After a recession that hammered revenue and drove the company into the red, Torstar Corp. posted a profit for the fourth quarter in a row.
The publisher of the Toronto Star and other community papers said Wednesday that a modest recovery in advertising, along with lower newsprint costs and savings from the largest restructuring in the company's history, helped to drive growth.
"The national [advertising]category in particular, and particularly at the Star, has been quite strong," said Torstar chief executive officer David Holland. Sales of automotive and financial advertising were particularly good at the national level, he said.
However, the company cautioned that it is still feeling the effects of a difficult economic environment. Advertising in the real estate and employment categories remained slow, "which raises concern about the strength of the economic recovery," said chief financial officer Lorenzo DeMarchi.
Torstar reported a profit of $22.7-million, or 29 cents a share in the quarter ended June 30, compared with a loss of $4.4-million, or 6 cents, in the same period in 2009.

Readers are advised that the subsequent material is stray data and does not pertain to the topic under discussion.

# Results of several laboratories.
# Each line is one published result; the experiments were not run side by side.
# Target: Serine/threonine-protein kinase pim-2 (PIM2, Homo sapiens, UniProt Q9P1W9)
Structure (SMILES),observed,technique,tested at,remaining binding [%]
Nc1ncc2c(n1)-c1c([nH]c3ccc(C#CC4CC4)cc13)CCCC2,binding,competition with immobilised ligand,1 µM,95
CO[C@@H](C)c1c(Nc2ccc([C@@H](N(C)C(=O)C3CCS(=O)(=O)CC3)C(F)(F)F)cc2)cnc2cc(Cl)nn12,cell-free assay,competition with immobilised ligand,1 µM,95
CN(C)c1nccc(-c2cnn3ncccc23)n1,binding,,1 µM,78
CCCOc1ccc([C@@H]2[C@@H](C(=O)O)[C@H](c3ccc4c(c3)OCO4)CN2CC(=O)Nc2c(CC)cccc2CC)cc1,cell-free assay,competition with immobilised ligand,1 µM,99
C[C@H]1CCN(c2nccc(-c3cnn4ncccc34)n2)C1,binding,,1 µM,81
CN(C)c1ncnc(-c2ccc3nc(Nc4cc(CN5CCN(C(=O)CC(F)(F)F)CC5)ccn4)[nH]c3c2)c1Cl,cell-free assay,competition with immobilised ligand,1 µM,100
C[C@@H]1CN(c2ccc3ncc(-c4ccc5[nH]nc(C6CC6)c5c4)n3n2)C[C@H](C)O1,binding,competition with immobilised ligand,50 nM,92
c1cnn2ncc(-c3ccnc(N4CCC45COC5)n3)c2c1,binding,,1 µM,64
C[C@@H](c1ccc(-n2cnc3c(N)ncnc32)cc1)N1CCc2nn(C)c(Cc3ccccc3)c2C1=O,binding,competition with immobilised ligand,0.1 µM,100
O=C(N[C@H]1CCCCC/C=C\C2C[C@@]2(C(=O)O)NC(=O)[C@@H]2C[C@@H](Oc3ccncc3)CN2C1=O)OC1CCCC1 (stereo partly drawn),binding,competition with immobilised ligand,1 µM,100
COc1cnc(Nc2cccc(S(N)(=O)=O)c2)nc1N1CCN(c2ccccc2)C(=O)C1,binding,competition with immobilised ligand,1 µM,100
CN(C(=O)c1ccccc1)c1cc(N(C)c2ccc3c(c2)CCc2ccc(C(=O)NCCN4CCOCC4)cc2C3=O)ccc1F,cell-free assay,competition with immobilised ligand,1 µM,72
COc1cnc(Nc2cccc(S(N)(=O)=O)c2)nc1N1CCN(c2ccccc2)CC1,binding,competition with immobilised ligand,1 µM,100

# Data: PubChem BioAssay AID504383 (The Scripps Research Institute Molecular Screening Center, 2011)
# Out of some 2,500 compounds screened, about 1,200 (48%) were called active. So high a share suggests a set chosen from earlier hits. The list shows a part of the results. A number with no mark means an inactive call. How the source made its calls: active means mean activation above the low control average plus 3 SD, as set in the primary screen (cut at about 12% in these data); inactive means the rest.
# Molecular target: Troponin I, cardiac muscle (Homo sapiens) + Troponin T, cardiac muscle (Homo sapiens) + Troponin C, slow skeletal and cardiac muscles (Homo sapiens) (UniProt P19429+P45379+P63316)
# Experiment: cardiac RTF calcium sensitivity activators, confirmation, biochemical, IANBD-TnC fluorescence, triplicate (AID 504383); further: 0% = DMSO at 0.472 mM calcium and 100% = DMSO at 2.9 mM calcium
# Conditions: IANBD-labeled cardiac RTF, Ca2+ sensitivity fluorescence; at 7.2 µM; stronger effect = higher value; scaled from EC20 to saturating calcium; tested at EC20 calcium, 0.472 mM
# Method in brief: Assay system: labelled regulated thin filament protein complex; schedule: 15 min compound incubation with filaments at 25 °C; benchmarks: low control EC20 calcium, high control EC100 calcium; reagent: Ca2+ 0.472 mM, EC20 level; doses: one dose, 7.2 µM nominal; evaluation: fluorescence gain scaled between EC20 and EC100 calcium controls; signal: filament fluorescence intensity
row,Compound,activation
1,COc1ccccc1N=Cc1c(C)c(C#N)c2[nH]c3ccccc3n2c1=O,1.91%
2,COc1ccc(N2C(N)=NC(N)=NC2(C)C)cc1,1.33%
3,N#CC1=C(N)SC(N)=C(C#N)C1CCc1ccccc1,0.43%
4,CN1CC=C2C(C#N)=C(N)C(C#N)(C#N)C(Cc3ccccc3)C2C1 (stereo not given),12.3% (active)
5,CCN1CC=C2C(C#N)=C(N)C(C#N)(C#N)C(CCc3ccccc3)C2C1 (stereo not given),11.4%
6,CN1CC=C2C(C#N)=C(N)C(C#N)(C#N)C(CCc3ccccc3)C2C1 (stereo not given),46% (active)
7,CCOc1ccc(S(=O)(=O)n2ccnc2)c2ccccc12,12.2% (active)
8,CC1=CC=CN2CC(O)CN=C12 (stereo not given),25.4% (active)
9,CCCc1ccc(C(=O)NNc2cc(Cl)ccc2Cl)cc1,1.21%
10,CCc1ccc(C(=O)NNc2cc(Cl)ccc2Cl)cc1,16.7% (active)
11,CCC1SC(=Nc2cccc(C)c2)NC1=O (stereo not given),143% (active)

Revenue was $376.5-million, up 0.8 per cent from the previous year.
Torstar's book publishing division, Harlequin Enterprises Ltd., also faced challenges in the quarter. The higher value of the loonie weakened Harlequin's earnings from sales in the U.S. and overseas.
The publisher of romance novels continued to see strong growth in digital sales thanks to the popularity of e-book readers. The digital division grew 79 per cent in the quarter, though it still accounts for just 7.2 per cent of worldwide revenues.
"I think it's very good for publishers to have that many different ways for consumers to access this content," Harlequin publisher Donna Hayes said. Harlequin's sales for the Amazon Kindle and the Barnes & Noble Nook reader were strong, she said.
Harlequin has also signed an agreement with Apple Inc., and will begin selling its books formatted for the iPad in the coming months.
"At what point will [the e-reader market]get big enough to matter? I think it's already big enough," Ms. Hayes said.
Torstar's stake in CTVglobemedia Inc., which owns CTV as well as The Globe and Mail, posted a loss of $6.8-million. That was an improvement over a year-ago loss of $27.6-million. Excluding special items, the CTV stake would have added $4.8-million to Torstar's bottom line in the second quarter, compared to $2.4-million a year earlier.
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